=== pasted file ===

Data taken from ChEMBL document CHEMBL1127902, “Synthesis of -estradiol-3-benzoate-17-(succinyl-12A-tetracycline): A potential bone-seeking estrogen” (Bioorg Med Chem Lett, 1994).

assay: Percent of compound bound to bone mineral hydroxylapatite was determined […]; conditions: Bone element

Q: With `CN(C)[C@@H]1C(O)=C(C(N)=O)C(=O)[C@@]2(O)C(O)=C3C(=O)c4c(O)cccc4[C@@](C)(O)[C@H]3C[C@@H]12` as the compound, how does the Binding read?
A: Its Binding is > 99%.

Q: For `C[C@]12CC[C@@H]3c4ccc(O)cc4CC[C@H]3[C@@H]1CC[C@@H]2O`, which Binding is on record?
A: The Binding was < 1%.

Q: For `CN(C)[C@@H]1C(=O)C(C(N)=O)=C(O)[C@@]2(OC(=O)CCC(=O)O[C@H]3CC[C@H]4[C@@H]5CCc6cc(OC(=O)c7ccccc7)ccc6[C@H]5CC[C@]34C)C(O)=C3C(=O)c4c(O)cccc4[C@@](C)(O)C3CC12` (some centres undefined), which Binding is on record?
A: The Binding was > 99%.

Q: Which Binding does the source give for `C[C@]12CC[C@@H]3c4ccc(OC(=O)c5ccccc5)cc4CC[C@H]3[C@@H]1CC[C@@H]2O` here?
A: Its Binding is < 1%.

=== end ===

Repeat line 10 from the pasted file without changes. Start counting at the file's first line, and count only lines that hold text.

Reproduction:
A: Its Binding is < 1%.